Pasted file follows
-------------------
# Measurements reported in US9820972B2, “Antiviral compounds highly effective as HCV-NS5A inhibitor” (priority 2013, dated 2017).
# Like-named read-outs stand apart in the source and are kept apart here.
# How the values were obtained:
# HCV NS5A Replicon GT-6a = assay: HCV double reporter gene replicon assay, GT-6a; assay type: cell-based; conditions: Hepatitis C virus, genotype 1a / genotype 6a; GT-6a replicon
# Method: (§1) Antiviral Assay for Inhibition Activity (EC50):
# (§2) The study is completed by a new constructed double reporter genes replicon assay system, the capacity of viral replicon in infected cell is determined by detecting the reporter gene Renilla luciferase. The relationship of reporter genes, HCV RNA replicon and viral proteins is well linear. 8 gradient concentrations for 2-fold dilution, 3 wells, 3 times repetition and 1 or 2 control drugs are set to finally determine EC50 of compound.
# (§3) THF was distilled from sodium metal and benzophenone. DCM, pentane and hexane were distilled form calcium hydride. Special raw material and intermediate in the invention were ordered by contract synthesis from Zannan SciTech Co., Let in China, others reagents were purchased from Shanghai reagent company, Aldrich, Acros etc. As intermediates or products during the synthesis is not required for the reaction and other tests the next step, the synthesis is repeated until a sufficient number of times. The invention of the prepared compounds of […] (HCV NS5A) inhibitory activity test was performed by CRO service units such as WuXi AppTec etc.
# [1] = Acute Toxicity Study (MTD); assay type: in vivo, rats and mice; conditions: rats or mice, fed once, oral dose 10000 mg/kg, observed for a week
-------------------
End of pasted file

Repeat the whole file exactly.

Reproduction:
# Measurements reported in US9820972B2, “Antiviral compounds highly effective as HCV-NS5A inhibitor” (priority 2013, dated 2017).
# Like-named read-outs stand apart in the source and are kept apart here.
# How the values were obtained:
# HCV NS5A Replicon GT-6a = assay: HCV double reporter gene replicon assay, GT-6a; assay type: cell-based; conditions: Hepatitis C virus, genotype 1a / genotype 6a; GT-6a replicon
# Method: (§1) Antiviral Assay for Inhibition Activity (EC50):
# (§2) The study is completed by a new constructed double reporter genes replicon assay system, the capacity of viral replicon in infected cell is determined by detecting the reporter gene Renilla luciferase. The relationship of reporter genes, HCV RNA replicon and viral proteins is well linear. 8 gradient concentrations for 2-fold dilution, 3 wells, 3 times repetition and 1 or 2 control drugs are set to finally determine EC50 of compound.
# (§3) THF was distilled from sodium metal and benzophenone. DCM, pentane and hexane were distilled form calcium hydride. Special raw material and intermediate in the invention were ordered by contract synthesis from Zannan SciTech Co., Let in China, others reagents were purchased from Shanghai reagent company, Aldrich, Acros etc. As intermediates or products during the synthesis is not required for the reaction and other tests the next step, the synthesis is repeated until a sufficient number of times. The invention of the prepared compounds of […] (HCV NS5A) inhibitory activity test was performed by CRO service units such as WuXi AppTec etc.
# [1] = Acute Toxicity Study (MTD); assay type: in vivo, rats and mice; conditions: rats or mice, fed once, oral dose 10000 mg/kg, observed for a week